Even with the best forecasts, it can be hard to know exactly what to expect from hurricane season, which runs from June 1 through November 30. Your recovery from a storm, however, can be planned in advance. TWIA urges coastal communities and policyholders to protect themselves and their families by being proactive and preparing for storms before they hit.
Hurricane Season Q&A
Do you have both windstorm and flood insurance?
Coastal Texans may need both a windstorm (wind and hail) and a separate flood insurance policy, in addition to their homeowner’s insurance policy. Windstorm and flood policies must be secured well in advance of any storm. Most insurance companies, including TWIA, cannot offer a windstorm policy once a storm appears in the Gulf of Mexico (learn more). Flood coverage (which TWIA does not provide) is usually offered through the National Flood Insurance Program and has a 30-day waiting period after you purchase it before the coverage becomes effective.
Do you know your deductible and policy limits?
A deductible is the amount of money the policyholder agrees to pay before any claim payment is due from the insurance company. The policyholder chooses the deductible amount when they buy a policy, usually 1-2% of the policy limit(s). The deductible is subtracted from your claim payment. If the cost to repair or replace damaged property is less than the deductible amount, no claim payment is issued.
The coverage amount (a.k.a. the “policy limits” or “limit of liability”) is the maximum amount of money the insurance company will pay on a claim.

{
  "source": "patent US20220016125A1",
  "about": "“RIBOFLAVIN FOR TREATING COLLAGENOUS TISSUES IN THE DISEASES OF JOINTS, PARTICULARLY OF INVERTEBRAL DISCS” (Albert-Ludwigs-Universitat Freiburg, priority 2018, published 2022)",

You can look up both amounts on your policy declarations page. View an example here. Before the next storm threatens, meet with your insurance agent to discuss your policy, its coverages, and to make necessary updates to it.
Do you know how to report a claim?
Should you need to report a claim to TWIA, for fastest service, use the online Policyholder Portal. If you are unable to file online, call (800) 788-8247, option 1, or contact your insurance agent. Learn more about the claims process.
Have you prepared your property?
Preparing now can go a long way in reducing property damage during a storm. Install storm shutters (alternatively, pre-cut plywood so it’s ready to install over windows in the build-up to a storm), trim trees, install roof straps, reinforce garage doors, and clear rain gutters and downspouts.
Have you documented your belongings?
Document your home and belongings with photos or video to create a home inventory. If you need to report a claim, having this inventory will help expedite that process and help ensure an accurate claim payment for your covered belongings. Email a copy of it and other important documents to yourself, upload it to an online cloud storage account, or mail physical copies to someone who lives outside the hurricane zone. Download and fill out an inventory form.
TWIA Is Prepared, Too
Our Emergency Plan: The TWIA Catastrophe Plan
At the heart of our storm preparedness program is the TWIA Catastrophe Incident Response Plan, which outlines how we mitigate the effects of, prepare for, respond to, and recover from catastrophic weather disasters. Each year it is reviewed, tested, and continuously updated.
2023 Hurricane Season Funding
For 2023, TWIA has secured access to $4.5 billion in funding through a combination of $265 million in the Catastrophe Reserve Trust Fund, $2 billion in authority to issue public securities and assess member insurance companies, and $2.24 billion in reinsurance. Learn more about TWIA funding on our Funding 101 webpage.
More Preparedness Tips
Engage with your local Office of Emergency Management (EOM). They are the entity responsible for coordinating the response to catastrophes like hurricanes hitting the gulf coast. Follow their directions when storms threaten.
Sign up to receive mobile notifications for weather alerts and emergency instructions.
Include a copy of your insurance policy documents in your emergency supplies “go bag.” For what else to include, visit ready.gov.